At least 30 deaths due to sunstroke have been reported from across Odisha as temperatures crossed 43 degree Celsius in many parts of the state. The state disaster management authority is, however, still ascertaining how many of these deaths are due to heat and how many from other causes.

The met department has forecast that maximum day temperatures are likely to be above normal with heat wave conditions in Odisha and the eastern region for the coming week till April 21st.

Odisha is no stranger to severe heat. The state saw its largest number of casualties in the summer of 1998 when 2,000 people died from dehydration and heat strokes. More than 140 people died in the summer of 2003 and 67 people succumbed to intense heat in 2015. Odisha is trying to bring its heat casualties down to zero now by implementing a heat action plan along the lines of the one in effect in Ahmedabad.

Heat action plan

The plan strengthens people’s heat preparedness by issuing early heat warnings that are being sent out as part of the statewide disaster management system. The government has also issued alerts for people to stay indoors during the hottest part of the days between 11.30 am and 3:30 pm, for non-AC public transport to stop plying during these hours and for schools to be closed on days when a heat wave is forecast.

“We are now making some more modifications to the plan, like painting roofs white for albedo and so on, that has to be approved by the state government,” said Kamal Lochan Mishra, the chief general manager of the state disaster management authority. “But other things like drinking water distribution and cooling rooms in hospitals are already being done.”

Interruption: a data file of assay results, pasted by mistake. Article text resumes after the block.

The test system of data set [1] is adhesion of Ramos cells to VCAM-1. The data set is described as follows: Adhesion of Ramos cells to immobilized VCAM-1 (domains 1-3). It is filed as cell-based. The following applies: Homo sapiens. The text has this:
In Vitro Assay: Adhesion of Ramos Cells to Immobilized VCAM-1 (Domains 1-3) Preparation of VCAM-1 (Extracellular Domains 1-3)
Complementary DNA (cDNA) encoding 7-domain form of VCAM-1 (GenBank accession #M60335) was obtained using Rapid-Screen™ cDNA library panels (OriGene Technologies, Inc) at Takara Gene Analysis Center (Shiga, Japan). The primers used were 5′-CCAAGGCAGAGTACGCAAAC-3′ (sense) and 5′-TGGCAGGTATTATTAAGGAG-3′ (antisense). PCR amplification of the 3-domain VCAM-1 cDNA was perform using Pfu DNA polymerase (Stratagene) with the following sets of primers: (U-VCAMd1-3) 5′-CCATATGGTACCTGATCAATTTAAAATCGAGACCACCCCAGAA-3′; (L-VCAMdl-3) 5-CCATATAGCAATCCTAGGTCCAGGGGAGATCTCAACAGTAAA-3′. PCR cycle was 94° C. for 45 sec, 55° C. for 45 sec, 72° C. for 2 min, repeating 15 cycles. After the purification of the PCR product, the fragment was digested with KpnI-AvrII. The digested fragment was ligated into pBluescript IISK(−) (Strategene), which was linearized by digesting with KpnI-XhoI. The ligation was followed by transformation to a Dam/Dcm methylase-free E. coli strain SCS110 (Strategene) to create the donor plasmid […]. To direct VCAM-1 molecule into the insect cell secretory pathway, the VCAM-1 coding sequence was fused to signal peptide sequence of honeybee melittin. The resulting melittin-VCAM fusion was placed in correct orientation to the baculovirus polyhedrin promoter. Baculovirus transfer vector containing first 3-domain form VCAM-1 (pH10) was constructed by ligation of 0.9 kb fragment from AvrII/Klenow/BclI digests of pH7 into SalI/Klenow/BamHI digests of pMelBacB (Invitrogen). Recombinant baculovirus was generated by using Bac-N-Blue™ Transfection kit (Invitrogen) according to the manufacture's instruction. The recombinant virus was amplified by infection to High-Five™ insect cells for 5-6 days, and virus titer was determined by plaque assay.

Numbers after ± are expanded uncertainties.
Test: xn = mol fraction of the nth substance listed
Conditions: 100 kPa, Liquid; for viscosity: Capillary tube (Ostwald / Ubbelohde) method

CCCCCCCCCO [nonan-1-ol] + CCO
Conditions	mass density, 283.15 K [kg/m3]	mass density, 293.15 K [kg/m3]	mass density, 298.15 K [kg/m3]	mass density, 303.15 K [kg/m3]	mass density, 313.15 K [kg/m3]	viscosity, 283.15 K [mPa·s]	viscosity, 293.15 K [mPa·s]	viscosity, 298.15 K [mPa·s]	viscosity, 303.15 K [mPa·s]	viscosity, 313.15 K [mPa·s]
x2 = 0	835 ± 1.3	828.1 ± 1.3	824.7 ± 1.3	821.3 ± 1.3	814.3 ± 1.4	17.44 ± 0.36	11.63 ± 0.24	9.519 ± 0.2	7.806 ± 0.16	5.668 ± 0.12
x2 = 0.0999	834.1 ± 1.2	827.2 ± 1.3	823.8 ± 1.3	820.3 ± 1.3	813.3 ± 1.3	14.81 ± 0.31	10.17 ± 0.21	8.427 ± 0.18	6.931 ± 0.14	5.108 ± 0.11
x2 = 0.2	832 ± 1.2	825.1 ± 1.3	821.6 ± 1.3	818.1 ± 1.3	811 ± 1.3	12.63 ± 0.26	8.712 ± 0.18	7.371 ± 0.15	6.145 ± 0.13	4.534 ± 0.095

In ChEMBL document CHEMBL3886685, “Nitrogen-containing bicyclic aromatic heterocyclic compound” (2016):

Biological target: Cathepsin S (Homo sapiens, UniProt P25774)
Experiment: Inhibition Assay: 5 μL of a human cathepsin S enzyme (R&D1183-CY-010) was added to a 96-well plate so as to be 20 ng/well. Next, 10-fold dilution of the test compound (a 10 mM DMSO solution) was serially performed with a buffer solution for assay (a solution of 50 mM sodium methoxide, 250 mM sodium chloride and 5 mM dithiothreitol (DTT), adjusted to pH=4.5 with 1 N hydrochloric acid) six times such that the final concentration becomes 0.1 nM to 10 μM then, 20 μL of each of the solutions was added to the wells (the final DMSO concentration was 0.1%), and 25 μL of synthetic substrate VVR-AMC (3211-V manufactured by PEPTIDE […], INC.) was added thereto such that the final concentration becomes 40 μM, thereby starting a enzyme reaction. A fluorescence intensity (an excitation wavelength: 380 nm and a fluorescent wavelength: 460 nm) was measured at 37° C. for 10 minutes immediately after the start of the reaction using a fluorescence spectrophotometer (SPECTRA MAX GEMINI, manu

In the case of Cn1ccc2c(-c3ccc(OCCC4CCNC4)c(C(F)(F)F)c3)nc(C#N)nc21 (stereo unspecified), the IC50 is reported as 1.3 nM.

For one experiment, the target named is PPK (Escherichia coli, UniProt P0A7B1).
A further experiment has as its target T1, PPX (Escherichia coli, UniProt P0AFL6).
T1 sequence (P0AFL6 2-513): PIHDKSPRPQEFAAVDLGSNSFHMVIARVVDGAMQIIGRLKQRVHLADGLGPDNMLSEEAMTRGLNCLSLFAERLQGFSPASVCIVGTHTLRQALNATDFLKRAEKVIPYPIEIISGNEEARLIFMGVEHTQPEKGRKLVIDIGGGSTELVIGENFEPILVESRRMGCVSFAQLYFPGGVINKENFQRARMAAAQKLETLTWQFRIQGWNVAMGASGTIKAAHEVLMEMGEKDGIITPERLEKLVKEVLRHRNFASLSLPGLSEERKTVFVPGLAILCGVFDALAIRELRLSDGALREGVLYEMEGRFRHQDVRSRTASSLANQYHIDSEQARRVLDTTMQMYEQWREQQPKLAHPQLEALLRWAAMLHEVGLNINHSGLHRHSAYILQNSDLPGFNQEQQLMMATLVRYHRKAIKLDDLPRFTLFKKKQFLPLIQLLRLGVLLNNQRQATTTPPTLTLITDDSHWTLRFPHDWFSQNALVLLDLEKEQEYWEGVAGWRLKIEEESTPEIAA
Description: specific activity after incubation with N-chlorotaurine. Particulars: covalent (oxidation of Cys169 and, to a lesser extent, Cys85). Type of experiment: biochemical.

So what happens to the body under intense heat? Prolonged exposure to high temperatures causes the body to lose a lot of water as sweat and through respiration, through the gastrointestinal tract and kidneys. This in turn leads to head stress, dehydration and an inability of the body to adjust to physical activity. Intense heat conditions can also trigger an increase in eye and skin diseases.

More heat waves coming?

Heat action plans like the ones being implemented in Odisha, and also in Nagpur and Ahmedabad, are essential in large parts of India where a large proportion of the population is vulnerable without access to water, electricity and primary healthcare. It’s even more important with the possibility of heat waves getting much worse in coming years.

Scientists tracking heat waves have noticed an increasing trend in both the number of heat waves and the number of severe heat wave days in a season, especially in the years between 2001 and 2010, which was the warmest decade compared to four preceding ones.

Areas that recorded one or two heat waves in the period between the 1950s and 1980s, registered between three and five heat waves in the three decades since 1980.

Forward-looking studies have shown that under climate change scenarios where global temperatures rise to above 2 degree Celsius from pre-industrial levels, heat waves in southern India and both the coasts are set to become very intense after the year 2070. The study said that heat waves in that period may start in early April, in which case 2016 may be just a preview for conditions in the later half of the century.